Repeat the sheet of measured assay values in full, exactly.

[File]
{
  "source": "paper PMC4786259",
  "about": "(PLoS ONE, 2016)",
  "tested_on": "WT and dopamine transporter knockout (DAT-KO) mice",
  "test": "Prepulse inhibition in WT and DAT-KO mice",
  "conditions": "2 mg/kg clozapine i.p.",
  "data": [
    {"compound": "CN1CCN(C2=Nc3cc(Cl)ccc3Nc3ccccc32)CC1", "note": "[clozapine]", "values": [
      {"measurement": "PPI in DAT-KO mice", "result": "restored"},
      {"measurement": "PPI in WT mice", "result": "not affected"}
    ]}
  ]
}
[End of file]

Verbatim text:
{
  "source": "paper PMC4786259",
  "about": "(PLoS ONE, 2016)",
  "tested_on": "WT and dopamine transporter knockout (DAT-KO) mice",
  "test": "Prepulse inhibition in WT and DAT-KO mice",
  "conditions": "2 mg/kg clozapine i.p.",
  "data": [
    {"compound": "CN1CCN(C2=Nc3cc(Cl)ccc3Nc3ccccc32)CC1", "note": "[clozapine]", "values": [
      {"measurement": "PPI in DAT-KO mice", "result": "restored"},
      {"measurement": "PPI in WT mice", "result": "not affected"}
    ]}
  ]
}